Annual Subscription. It is, we know, a tradition in the B.E.C. to be late with subs.  We are mostly familiar with the little rhyme which goes “Annual subs must all be in – ere the month of May begin – and the bloke who fails to pay – doesn’t get B.B. for May.”, which is all very well as far as it goes.  One of the big snags about this is that it is useless to put a notice in the May B.B. saying that if you haven’t it (the May B.B. that is!) it is because you haven’t paid you sub.

This year we are trying two new moves in this battle of wits and members who have not paid off their subs by the end of April will get getting a reminder note INSTEAD OF the may B.B. In addition, the names concerned will be given to the Hut Warden with instructions to charge as visitors until such time etc.  Just think, you could frustrate all these cunning schemes by simply PAYING YOUR SUB. Why not foil the Committee’s plans this way.


Monthly Notes – No 1

by Dave Irwin

To keep members abreast with news of the caving world, this page will highlight some of the events; new publications, etc., in the form of potted notes.  Those members hearing of any suitable news, please contact me immediately, so that we can keep the B.B. really up to date.

LOG BOOKS.  The B.E.C. log books for 1956-58 are missing.  Are you sitting on them?  Have a look please.

BRIDGE CAVE ( SOUTH WALES).  C.D.G. have passed long sumps and have discovered about a mile of large sized passage. A dry bypass round the sumps has been found.

EASTWATER.  W.C.C. have re-opened the Dolphin Pot Route.  Tackle required: 32’ ladder, 5’ belay and 50’ lifeline. (W.C.C. Journal, November 1966).

LONDON UNIVERSITY CAVING CLUB’S JOURNAL No. 1.  This is obtainable from Bryan Ellis.  Good transcriptions of Trou. De Glaz and Hammer Pot, Yorkshire, both with tackle list.  Also descriptions of Meregill Hole (Yorks) and Oxlow-Giants connection ( Derby) worthy buying at 1/6.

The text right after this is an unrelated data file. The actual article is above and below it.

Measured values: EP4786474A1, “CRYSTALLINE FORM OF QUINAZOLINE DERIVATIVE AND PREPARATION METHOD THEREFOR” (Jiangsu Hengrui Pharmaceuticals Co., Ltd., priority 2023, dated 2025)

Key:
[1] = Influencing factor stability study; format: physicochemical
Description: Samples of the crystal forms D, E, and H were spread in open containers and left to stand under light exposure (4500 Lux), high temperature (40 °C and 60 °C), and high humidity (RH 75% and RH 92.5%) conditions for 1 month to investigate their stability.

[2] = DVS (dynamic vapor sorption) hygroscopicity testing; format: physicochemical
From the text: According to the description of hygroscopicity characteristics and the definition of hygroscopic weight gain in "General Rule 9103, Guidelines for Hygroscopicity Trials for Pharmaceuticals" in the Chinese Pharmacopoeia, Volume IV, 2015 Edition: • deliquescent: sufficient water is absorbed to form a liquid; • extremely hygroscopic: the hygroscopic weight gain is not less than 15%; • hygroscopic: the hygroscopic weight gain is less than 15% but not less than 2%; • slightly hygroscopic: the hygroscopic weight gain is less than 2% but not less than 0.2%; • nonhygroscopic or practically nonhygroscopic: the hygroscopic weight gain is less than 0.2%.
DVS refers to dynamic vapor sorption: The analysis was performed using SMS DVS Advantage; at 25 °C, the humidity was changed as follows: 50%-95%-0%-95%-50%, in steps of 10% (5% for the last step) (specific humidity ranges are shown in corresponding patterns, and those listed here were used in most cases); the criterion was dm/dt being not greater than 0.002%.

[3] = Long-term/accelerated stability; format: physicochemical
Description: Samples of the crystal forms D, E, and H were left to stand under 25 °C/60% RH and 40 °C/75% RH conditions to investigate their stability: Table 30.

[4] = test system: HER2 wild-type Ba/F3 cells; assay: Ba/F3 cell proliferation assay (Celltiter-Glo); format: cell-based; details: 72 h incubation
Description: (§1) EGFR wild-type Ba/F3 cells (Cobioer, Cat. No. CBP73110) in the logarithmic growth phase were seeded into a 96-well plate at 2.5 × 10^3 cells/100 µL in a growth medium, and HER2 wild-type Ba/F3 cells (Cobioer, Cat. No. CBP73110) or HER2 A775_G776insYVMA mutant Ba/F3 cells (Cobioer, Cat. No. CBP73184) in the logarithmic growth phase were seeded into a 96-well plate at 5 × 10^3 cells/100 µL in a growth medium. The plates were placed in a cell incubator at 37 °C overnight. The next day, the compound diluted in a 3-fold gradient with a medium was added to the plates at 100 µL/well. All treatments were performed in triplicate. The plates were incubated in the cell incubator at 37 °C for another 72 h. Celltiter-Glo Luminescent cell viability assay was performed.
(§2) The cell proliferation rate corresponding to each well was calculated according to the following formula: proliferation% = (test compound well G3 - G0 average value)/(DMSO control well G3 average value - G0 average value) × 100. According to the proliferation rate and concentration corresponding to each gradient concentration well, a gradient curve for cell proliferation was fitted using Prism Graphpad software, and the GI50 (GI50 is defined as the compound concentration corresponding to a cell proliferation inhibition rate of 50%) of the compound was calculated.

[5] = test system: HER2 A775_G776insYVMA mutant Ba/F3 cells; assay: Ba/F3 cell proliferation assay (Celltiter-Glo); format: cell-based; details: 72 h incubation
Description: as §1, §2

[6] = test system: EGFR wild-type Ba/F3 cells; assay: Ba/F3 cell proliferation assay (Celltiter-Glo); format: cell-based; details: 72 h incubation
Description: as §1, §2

St. CUTHBERT’S.  Maypole Series being closed to all tourists from May 1st 1967 for biological research. (details later).  B.E.C. divers ( Kingston, Lane and Priddle) have now dug sump to a total length of 13-14’.  The roof is rising.  Surveyors have competed Pyrolusite, Gour Hall Area and Ledge Pitches to entrance.  Surveys and reports available later this year.  5,560 feet of cave has been resurveyed.

St. CUTHBERT’S REPORT.  B.M. Ellis is prepared to accept firm orders for all 15 parts to be issued in the next two years or so.  Part ‘O’ published Oct ’66, Part ‘A’ (History of Cave) available midsummer 1967.  Gour Hall and Sump Area Report available Sept/Oct 1967.

FAIRMAN’S FOLLY.  (DIG – MENDIP).  W.C.C. have reached old buckets left by B.E.C.

CUCKOO CLEEVES.  Entrance is unstable.  Believe passage below shaft being cemented.  If not, take care.

LOST JOHN’S ( YORKS).  Permanent rawbolt at head of Centipede Pitch.  5’ belay now required.

SWILDONS.  Mike Boon dived sump 12.  Found rift with depth of 20’ with air space at top.  Boon and support party withdrew owing to air cylinder running low.  N.W. Passage being surveyed by S.W.E.T.C.C.C. to high grade.

HISTORY of MENDIP CAVING.  Davies & Charles.  ( Newton Abbott).  Price about 35/-.  To be published later this year.


To the Editor, Belfry Bulletin.

Dear Sir,